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The rule of Caesar Mark Zuckerberg

The Facebook CEO is enthralled by the power ancient tyrants wielded

September 15, 2018

10:59 AM

15 September 2018

10:59 AM

Modern tyrants have always looked to antiquity for models of how to exercise and display their power. For Joseph Stalin self-improvement did not mean listening to more audiobooks or enrolling in bi-weekly meditation classes. A lifelong bookworm who kept improbably long office hours, Stalin enjoyed reading about Peter the Great and Ivan the Terrible. Yet the most heavily annotated work in his 20,000 volume library was an account of the rise and fall of the Roman Empire by his favourite historian, Robert Vipper. The terrible, godlike power of the Caesars was something he could relate to. Adolf Hitler, taking a more dilettantish route, looked to classical aesthetics in painting, sculpture and architecture to infuse German culture with his ideas about race.

Nations do not slide into dictatorship anymore than they can import democracy from the outside. A dictatorship, like any system, must be created and sustained. Hence the concern of modern tyrants for the strategies and stylings of their historical predecessors. Stalin and Hitler were looking at blueprints from the past to guide their decisions in the present.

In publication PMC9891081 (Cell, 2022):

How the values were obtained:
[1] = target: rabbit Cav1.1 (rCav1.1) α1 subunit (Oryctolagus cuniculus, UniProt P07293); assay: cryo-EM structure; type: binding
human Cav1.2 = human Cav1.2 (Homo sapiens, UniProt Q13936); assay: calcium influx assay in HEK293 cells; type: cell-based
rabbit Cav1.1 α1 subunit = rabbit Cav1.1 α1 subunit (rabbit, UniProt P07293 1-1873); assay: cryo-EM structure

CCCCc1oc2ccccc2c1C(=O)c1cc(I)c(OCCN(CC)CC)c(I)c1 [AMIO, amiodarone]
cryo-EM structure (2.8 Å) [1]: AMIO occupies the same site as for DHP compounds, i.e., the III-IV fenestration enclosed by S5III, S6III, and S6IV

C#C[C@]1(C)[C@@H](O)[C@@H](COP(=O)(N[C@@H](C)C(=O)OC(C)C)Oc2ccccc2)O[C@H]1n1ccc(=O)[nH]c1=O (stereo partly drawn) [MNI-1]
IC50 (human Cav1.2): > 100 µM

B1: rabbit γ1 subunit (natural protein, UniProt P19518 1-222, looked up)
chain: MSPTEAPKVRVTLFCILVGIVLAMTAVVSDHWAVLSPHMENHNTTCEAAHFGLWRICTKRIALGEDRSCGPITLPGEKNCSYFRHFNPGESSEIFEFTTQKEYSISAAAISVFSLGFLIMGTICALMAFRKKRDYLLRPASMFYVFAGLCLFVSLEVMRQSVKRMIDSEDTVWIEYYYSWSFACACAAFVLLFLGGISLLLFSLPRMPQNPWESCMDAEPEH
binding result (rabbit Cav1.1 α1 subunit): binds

This month’s bloated New Yorker profile of Mark Zuckerberg, written by Evan Osnos, reveals that Zuckerberg is also enthralled by the power ancient tyrants wielded, the Emperor Augustus in particular.

‘I think Augustus is one of the most fascinating. Basically, through a really harsh approach, he established two hundred years of world peace,’ Zuckerberg told Osnos.

‘What are the trade offs in that? On one hand, world peace is a long-term goal that most people talk about today… that didn’t come for free, and he had to do certain things.’

Is there anyone else who would feel much more comfortable if Zuckerberg had simply told the New Yorker that he loved playing golf and watching Always Sunny in his spare time? Zuckerberg’s brain is poached with this obsession: his second daughter is called August. Osnos does not seem perturbed by these details, instead framing the profile in terms of the traditional (well, since 2016) liberal anxieties about Facebook: What is the moral character of Silicon Valley? What is the conscience of its leaders? Can Mark Zuckerberg fix Facebook before it breaks democracy?

These are questions that might have been useful to ask ten years ago. In the meantime Zuckerberg and his lieutenants have incorporated over two billion people into a virtual polity, created a powerful psycho-political belief system (‘I share therefore I am’) and the effective ability to silence any person or media institution they deem unpalatable. It is a system of breathtaking scale that deserves comparison with the empires of the past. Romans like the poet Virgil glibly wrote of their ‘limitless’ Empire whilst believing that the edge of the world was the British Isles. Today Mark Zuckerberg has come closer than any other figure to realising the dreams of the Augustan age.